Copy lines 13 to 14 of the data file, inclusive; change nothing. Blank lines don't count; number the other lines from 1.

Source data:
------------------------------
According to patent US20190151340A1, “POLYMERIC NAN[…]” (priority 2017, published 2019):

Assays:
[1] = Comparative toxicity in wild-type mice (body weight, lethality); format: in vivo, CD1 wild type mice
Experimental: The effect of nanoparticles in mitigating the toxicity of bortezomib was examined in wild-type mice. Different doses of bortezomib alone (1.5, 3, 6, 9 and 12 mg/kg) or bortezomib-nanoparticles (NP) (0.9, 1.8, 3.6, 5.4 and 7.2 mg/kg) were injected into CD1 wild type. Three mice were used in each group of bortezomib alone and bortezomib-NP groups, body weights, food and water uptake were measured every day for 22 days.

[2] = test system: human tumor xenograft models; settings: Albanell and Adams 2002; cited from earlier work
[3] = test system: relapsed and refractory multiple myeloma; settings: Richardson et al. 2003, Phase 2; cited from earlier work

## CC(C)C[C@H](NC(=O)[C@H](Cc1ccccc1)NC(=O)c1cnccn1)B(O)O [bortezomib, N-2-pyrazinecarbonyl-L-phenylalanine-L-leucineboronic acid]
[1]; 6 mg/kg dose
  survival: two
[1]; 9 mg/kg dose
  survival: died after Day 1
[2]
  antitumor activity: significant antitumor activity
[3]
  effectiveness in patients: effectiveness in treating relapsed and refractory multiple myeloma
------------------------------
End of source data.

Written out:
  antitumor activity: significant antitumor activity
[3]